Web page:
The Annunciation of the Lord 2017
Abbot Damien Toilolo, O.S.B.

I don’t know what qualifies a day in the Church calendar to be a holy day of obligation, but it seems that today ought to be one. Today is the day we celebrate God entering the world as a human being, the beginning of His human life, the Incarnation. Nine months later, Dec. 25, is the day we celebrate His birth into the world. There are only 2 days in the Church calendar when we genuflect during the Creed: Christmas is one of those days, and today is the other day. This shows us just how important this feast day is.

The Creator entered His creation. As we heard last night, St. Leo the Great wrote, “Existing before time, he began to exist at a moment in time.” This feast of the Annunciation highlights the ‘condescension’ of God, the humility of God, a humility that the Blessed Virgin herself imitated.

What Eve in the garden could not do, Mary, the New Eve, did: she became selfless. She trusted and obeyed the will of God, rather than her own. What God wanted, Mary also wanted.

One of the beautiful things about this event is that Mary was a young, unassuming, humble girl of Nazareth...and God didn’t ask Mary to change a thing. He didn’t ask her to change her plans, to change her looks, to put her life on hold, or wait for her 18th birthday. He wanted her to go forward with her marriage to Joseph as she planned, to live the life of a carpenter’s wife as she planned, to continue whatever she had planned to do—to live her life as she normally would.

It is similar with us and God’s will in our life. When God chooses us or asks us to participate in His will in a very particular way, He doesn’t ask us to change anything. If anything needs to be changed, He Himself will see to it. But when He calls us, He asks only that we continue to be ourselves—with our strengths, gifts, weaknesses, defects, and imperfections; there is no need for us to get ready for anything. In fact, the reason He has chosen us is because we are already ready. He has already been preparing us. We are the most perfect person for the job. Everything and everyone has been prepared. Again, if there is anything that needs to be changed, He Himself will do it. He is the One who causes the interior transformation and the growth. The only thing that is needed is our “yes”.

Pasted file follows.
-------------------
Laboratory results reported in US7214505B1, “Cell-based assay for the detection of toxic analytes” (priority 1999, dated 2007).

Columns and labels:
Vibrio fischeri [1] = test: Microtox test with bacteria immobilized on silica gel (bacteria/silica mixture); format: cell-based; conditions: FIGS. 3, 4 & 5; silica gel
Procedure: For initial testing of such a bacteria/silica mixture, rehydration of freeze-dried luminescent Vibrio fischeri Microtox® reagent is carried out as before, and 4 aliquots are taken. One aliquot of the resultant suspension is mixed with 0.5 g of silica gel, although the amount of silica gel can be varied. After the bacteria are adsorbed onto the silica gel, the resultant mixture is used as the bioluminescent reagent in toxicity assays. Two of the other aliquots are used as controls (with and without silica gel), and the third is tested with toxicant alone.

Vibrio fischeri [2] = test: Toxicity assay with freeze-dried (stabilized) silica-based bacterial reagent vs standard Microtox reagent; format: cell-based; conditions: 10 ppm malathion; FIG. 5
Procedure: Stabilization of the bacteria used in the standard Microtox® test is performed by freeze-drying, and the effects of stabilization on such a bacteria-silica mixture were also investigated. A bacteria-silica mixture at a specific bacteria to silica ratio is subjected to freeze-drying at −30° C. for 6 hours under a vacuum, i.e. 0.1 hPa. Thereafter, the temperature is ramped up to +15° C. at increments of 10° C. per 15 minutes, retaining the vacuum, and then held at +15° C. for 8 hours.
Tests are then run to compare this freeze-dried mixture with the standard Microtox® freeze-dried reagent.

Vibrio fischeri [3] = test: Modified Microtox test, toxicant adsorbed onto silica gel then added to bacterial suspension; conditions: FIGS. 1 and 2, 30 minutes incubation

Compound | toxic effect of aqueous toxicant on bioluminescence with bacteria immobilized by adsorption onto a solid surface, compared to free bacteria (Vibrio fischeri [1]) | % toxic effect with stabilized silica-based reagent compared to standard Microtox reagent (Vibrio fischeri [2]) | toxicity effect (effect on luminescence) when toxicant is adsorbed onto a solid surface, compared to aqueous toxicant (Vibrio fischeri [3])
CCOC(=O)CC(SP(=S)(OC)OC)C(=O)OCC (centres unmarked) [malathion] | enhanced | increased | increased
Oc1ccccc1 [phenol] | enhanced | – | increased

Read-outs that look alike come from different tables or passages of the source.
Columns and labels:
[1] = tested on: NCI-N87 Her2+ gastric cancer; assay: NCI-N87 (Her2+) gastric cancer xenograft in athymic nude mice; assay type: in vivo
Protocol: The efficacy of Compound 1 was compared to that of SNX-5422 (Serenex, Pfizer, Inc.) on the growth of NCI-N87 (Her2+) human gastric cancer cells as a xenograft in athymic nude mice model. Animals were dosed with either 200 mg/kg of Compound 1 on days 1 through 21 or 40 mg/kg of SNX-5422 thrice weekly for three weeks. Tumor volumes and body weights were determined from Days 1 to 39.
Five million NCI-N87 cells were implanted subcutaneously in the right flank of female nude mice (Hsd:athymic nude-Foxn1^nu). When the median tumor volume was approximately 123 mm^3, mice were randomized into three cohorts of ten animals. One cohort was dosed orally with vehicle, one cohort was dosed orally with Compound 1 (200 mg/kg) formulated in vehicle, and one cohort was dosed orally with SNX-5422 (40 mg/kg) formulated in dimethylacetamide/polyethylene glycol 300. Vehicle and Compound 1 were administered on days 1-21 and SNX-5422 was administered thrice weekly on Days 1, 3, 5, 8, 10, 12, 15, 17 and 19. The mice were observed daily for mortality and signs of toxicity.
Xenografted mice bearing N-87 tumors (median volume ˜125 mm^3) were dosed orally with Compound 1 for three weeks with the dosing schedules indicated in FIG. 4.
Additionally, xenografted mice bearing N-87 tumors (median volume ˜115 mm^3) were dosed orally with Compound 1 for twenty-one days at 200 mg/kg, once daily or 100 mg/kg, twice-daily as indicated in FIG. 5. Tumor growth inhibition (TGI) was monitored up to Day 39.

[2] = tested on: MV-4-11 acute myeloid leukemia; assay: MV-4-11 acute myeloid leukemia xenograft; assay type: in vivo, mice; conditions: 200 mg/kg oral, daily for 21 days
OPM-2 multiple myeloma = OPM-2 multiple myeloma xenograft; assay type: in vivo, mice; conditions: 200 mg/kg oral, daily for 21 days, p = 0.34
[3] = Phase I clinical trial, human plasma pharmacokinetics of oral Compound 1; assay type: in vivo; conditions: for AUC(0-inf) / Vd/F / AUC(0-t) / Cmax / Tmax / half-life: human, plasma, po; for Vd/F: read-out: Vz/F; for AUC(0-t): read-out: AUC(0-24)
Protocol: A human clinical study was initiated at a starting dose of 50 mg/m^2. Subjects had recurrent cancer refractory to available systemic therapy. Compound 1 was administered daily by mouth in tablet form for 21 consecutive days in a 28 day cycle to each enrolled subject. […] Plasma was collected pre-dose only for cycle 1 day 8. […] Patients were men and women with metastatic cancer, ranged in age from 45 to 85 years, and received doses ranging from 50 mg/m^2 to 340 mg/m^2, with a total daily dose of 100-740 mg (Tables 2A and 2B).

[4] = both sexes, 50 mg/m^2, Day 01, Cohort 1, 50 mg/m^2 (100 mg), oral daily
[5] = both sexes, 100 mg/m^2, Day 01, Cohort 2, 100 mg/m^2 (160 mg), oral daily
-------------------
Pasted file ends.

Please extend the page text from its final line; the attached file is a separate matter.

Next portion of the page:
We all know that it’s difficult at times to say “yes” to God because most times we don’t know exactly what we’re saying yes to. That’s when the fear creeps in and we begin to wonder and question and doubt, because we are taught the value of planning ahead. We are taught that it’s always a good idea to have a backup plan. We want to know what’s going to happen to us so that we can be prepared.

But in the spiritual life, it’s not that way. God hardly ever lets us know in advance what’s going to happen to us when we say “yes”—for obvious reasons: He wants to protect us. He doesn’t want to overwhelm us or scare us by showing us the bigger picture. He simply wants us to trust Him.

Today’s feast reminds us that when it’s all said and done, what is most important to remember is not the what of our yes…what’s going to happen to me when I say “yes” to the Lord, what’s not going to happen to me….but the who of the “yes”. Who am I saying “yes” to? Who is the One calling me? Who is the One asking me?

Our life is not about us, it’s about God. When we remember Who it is that is doing the calling and the asking, then all the other things, whether known or unknown, become virtually irrelevant. He has already proven Himself trustworthy by dying a cruel death for something He didn’t do, so that we sinners, the guilty ones, could benefit from it for all eternity.

This is what we celebrate at each Eucharist: the generosity, love and humility of God as seen in the death and resurrection of His Son. May the Holy Spirit help us, like Mary, to be humble enough to respond to God more frequently and more readily each day with the words, ‘be it done to me according to your will’.

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